Update on infectious diseases

The Centers for Disease Control and Prevention has an Office of Infectious Diseases whose mission is to lead, promote, and facilitate science, programs, and policies to reduce the burden of infectious diseases. Maria Perno Goldie, RDH, MS, discusses how the transmission of infectious diseases, such as Hepatitis C, can occur in the dental office.

Feb 21st, 2014
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Infectious diseases are a serious health threat globally. So much so that the Centers for Disease Control and Prevention (CDC) has an Office of Infectious Diseases (OID). The mission of the OID is to lead, promote, and facilitate science, programs, and policies to reduce the burden of infectious diseases in the United States and globally. This article will update some information relevant to the dental office.(1)

A situation in an Oklahoma dental office in 2013 prompted officials to review the transmission of infectious diseases in health care facilities, such as dental offices. The incident above was the first documented case of patient-to-patient transmission of hepatitis C virus (HCV) in a dental setting in the United States.(2)

Situations such as this emphasize the significance of following stringent infection control procedures in dental settings. The CDC recommends one-time screening of hepatitis C for all Baby Boomers, born between 1945 and 1965, even if they do not have symptoms of liver disease or feel sick.(3) Among former dental patients who were screened and newly identified as having hepatitis C, 56 percent were over the age of 50. Early identification and treatment of HCV is important to prevent liver damage, cirrhosis and even liver cancer and can prevent the further spread of disease.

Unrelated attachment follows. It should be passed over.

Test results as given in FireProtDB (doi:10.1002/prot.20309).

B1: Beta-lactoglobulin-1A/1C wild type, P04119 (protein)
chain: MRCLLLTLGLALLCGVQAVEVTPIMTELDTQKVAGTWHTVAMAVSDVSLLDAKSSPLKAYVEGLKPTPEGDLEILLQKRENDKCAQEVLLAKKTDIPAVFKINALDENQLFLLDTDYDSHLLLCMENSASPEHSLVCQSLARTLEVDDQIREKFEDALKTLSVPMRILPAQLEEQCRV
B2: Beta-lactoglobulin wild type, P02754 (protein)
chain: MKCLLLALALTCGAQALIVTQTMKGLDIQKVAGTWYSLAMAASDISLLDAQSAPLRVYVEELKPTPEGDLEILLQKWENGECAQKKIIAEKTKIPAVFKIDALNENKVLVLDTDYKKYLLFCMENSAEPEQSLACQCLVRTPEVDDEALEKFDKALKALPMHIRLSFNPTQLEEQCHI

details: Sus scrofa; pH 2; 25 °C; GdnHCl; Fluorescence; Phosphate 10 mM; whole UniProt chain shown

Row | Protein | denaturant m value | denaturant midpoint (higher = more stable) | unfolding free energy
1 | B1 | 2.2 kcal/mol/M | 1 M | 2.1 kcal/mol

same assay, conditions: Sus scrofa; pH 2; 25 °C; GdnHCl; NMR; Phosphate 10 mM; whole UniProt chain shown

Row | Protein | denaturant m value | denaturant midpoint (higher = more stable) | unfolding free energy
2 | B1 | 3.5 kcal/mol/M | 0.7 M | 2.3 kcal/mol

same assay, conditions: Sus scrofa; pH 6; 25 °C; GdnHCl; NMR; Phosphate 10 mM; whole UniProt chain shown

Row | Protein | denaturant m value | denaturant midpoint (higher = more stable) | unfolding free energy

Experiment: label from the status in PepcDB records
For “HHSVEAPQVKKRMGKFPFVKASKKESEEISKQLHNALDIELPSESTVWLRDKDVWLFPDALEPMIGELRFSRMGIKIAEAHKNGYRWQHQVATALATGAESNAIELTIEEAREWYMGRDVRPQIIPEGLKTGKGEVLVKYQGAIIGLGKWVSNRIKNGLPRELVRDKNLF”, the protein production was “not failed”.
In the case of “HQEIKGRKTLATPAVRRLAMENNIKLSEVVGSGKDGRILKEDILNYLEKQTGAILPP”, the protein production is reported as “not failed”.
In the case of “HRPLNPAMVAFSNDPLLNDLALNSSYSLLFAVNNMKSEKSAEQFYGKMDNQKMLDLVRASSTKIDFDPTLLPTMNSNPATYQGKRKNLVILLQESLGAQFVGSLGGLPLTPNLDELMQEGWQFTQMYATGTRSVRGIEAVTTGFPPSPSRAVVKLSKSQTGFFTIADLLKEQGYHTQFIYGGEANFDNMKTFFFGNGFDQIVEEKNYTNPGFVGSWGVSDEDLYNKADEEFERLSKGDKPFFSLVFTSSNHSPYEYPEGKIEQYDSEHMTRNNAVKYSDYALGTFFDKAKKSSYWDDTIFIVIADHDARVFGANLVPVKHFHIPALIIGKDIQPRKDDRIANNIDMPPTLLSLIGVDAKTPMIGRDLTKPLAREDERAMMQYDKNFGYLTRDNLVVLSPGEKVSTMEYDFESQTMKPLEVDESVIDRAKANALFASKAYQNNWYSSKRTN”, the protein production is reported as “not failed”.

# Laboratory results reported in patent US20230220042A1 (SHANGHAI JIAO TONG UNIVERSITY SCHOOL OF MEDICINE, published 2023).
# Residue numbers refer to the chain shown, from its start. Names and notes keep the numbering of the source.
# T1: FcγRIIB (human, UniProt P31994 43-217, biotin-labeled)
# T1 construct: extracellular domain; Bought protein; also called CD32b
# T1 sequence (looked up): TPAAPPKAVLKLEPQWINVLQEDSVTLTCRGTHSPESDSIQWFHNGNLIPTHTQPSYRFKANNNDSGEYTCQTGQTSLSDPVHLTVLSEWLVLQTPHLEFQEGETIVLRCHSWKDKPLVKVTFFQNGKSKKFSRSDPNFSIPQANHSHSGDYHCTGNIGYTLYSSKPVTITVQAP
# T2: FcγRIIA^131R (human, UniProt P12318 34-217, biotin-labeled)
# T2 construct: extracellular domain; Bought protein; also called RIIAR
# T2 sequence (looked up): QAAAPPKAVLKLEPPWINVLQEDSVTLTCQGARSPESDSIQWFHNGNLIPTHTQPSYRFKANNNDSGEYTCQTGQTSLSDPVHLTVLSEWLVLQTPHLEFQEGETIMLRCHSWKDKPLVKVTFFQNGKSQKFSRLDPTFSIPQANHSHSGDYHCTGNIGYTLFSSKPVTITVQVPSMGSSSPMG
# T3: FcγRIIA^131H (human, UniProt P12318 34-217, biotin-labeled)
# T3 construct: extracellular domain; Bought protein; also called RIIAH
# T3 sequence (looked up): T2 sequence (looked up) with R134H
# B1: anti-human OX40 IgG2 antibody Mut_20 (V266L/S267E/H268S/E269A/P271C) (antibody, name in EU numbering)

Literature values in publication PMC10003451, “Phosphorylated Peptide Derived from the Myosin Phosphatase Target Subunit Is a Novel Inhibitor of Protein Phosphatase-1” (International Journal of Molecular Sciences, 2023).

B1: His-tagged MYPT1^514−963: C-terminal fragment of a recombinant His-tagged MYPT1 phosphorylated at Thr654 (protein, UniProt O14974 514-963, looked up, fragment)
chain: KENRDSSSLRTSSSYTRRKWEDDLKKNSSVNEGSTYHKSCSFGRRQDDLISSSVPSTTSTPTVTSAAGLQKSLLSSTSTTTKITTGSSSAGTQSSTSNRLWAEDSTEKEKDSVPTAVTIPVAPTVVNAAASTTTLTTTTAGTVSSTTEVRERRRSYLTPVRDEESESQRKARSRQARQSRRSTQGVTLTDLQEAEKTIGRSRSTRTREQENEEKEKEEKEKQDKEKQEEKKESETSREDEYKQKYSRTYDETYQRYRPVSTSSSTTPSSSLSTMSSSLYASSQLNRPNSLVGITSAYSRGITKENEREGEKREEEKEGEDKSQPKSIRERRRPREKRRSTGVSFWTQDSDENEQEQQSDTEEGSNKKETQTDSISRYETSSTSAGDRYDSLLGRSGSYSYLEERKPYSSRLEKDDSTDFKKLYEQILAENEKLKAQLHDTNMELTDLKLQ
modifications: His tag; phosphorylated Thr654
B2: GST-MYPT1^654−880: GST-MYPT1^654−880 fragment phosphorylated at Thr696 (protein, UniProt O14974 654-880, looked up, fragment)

Changes in the science of HCV infection and transmission in a private dental practice stress the need to stay updated on this virus. A study reviewed an update on the HCV, includes data from population-based epidemiologic surveys, clinical practice guidelines, surveillance reports and practice protocols.(4)

The authors summarize information about the epidemiology of hepatitis C and describes the new guidelines and treatment options. Also, the authors provide an overview of how epidemics of health care–associated HCV can be detected and prevented. We know that HCV is transmitted by serum, or blood, contact. In the dental office this translates to a needle stick or a cut or puncture from a sharp object. The guidelines for infection prevention are available to download.(5)

Regarding HCV, this is what the document says:(6)